But I'm getting off topic; it's more of a general UI experience topic than a pure Ubuntu disaster.
I like the fact that Ubuntu tries with unity to do something new.
BUT it is not that more than a good-effort try. It doesn't work that great. It improved a bit with 13.10, I believe.

As I said, only time will tell if Ubuntu scared away too much power users.

Comment: Re:Only time will tell... (Score 1) 631

by internet-redstar (#44946165) Attached to: Ask Slashdot: Are We Witnessing the Decline of Ubuntu?
Yes, but it is slow.
And if you ever tried upgrading Fedora from the command line, you know what for a mess it is.
I'm certain it isn't used successfully by YOU on more than a few servers if you say that...
We support thousands of systems, and know what the difference is :)

It's workable for most situations, but it's crappy technology compared to .deb/apt-get

Comment: Re:Only time will tell... (Score 5, Insightful) 631

by internet-redstar (#44946079) Attached to: Ask Slashdot: Are We Witnessing the Decline of Ubuntu?
Being popular as a distribution does not mean they are evil. And the comparison with Windows is just plain _stupid_
Microsoft promotes software patenting.
Microsoft embraces and extends open standards to break them - allows importing of data but only crappy exporting.

Now, I do agree that Ubuntu made some less popular decisions to make money.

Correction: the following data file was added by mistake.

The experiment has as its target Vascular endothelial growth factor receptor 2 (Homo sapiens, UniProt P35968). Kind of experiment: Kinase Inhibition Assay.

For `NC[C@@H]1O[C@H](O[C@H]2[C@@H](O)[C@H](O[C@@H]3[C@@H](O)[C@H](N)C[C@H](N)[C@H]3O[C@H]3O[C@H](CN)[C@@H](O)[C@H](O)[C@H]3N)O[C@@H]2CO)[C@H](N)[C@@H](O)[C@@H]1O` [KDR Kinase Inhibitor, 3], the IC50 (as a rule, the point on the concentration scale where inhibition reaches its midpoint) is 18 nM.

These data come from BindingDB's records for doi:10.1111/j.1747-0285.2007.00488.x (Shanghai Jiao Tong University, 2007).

While I don't like it either, they are easily apt-get removed.

Ubuntu also does their software development in OpenSource fashion.

I think some of the ubuntu-bashing is unjustified and unconstructive.

Ubuntu has a certain amount of critical mass which is very interesting and which leads to a better quality experience than for example with Fedora.
While I don't agree with all the 'dumbing down', it still allows power user to dive as deep as they want into the system and into the code. And I like the fact that it's not required for novice users.

Comment: Only time will tell... (Score 4, Insightful) 631

by internet-redstar (#44945707) Attached to: Ask Slashdot: Are We Witnessing the Decline of Ubuntu?
It's hard to predict. But Mint, which builds on ubuntu, has some major flaws with Mint 15. We see Ubuntu still as the distribution of choice for developer workstations. Especially in the embedded linux space. Ubuntu in the server still has the advantage of having a recent kernel and being build on .deb packages instead of the horrible slow and unstable, unupgradeable yum/RPM combination.

If Ubuntu declines, then the question is to what?
We see a lot of ubuntu users going to arch linux for example, but these are the people who started out ubuntu just a few years ago.
Distribution diversity is a good thing.
But we still wouldn't recommend newcomers anything else.

Grtz,
Jasper Internet

Comment: Better update their course material and method (Score 1) 372

by internet-redstar (#42863759) Attached to: Professors Rejecting Classroom Technology
Instead of wasting time with 'converting' to new tech, I would prefer that they updated their course material and changed their method so it's more applicable in real life.
Real life in which everybody has internet access, almost always.
Sure, it's important that certain things are learned by heart, very sure.
But certain things simply are not.

Insight questions, those are the important ones.

But hey, who am I kidding, the school system will probably never change. Until our robot overlords do ;)

We all like praise, but a hike in our pay is the best kind of ways.